Abhi Rajendran, director of oil markets research at Energy Intelligence, said that the energy sector has been in a “just in time” market, which would lead to more price and supply volatility.
“We’re underwater on the supply side and that’s with demand still pent up coming out of COVID,” he said.
Natural gas demand and prices will likely continue to increase going forward, said Ademiju Allen, Rystad Energy analyst. While higher prices are good for allocators, he explained unknown variables like winter severity and shifting geopolitics bring a level of caution.
“We’ve always had an issue where we’re considering winter in the United States. Now we’re considering winter in the United States and the European Union,” Allen said.
Anish Sethia, global head of commodities, energy and environmental markets at BloombergNEF, spoke about the global outlook for renewable energy. He said that while there are record investments in green energies like solar and wind, the funding would need to be much higher to meet net zero goals for emissions. While net zero commitments are good to have, he said, meaningful policy and investment are necessary for actionable change.
Take a look inside the 2021 Energy and the Economy topic, "External LinkOpportunities and Challenges of the Energy Transition," with real-world connections.
Testing the Limits of the US Energy Sector
Speakers representing the U.S. energy sector were largely in agreement that demand for energy would grow in the near and long term. They also did not expect legacy fuels to disappear as the energy transition to renewable sources occurs.
Shifting geopolitics, regulatory issues and environmental uncertainty in the industry were contributing to constrained capital and price inflation, they said. Given that demand for energy is only likely to increase, all three presenters in this session stated they were cautiously optimistic for the sector despite their concerns.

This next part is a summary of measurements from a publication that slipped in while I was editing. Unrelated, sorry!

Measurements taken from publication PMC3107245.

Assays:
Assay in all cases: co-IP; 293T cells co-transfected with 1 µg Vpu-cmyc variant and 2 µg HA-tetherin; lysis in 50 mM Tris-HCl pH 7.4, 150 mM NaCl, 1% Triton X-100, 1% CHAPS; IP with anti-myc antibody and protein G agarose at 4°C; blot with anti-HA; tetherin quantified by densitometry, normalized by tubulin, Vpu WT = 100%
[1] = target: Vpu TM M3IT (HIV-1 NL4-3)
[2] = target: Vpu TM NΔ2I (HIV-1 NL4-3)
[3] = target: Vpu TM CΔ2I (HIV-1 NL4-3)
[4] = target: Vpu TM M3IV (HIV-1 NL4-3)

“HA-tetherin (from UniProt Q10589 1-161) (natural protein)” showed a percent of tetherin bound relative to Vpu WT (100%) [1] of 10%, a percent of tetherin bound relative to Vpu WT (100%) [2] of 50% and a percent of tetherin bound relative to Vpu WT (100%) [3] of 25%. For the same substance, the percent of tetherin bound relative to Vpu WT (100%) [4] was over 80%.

Panel Discussion with Executives on the Changing U.S. Energy Landscape
The last few years have brought an onslaught of challenges to the energy sector, according to energy company CEOs in the conference’s last session. Considering the global impacts of COVID-19, the Russia-Ukraine war and supply chain issues, volatility has been especially high. That volatility, some panelists said, has made the industry more interested and invested in accelerating the energy transition.
“I think when the generations look (back) at this point, that this will be the transitional moment,” said Sandhya Ganapathy, CEO of EDP Renewables North America.
“It’s no longer about the climate crisis alone. It’s a matter of security, a matter of affordability, it’s a matter of independence.”
Executives in the last session all echoed the same message: this moment in time brings opportunities for innovation, security and to bring the global marketplace forward.
Learn more about the External Link2022 Energy Conference. Stay engaged by keeping up to date with the latest research on energy and the economy from theExternal Link Kansas City and External LinkDallas Fed. The 2023 Energy Conference will take place next fall in Oklahoma City.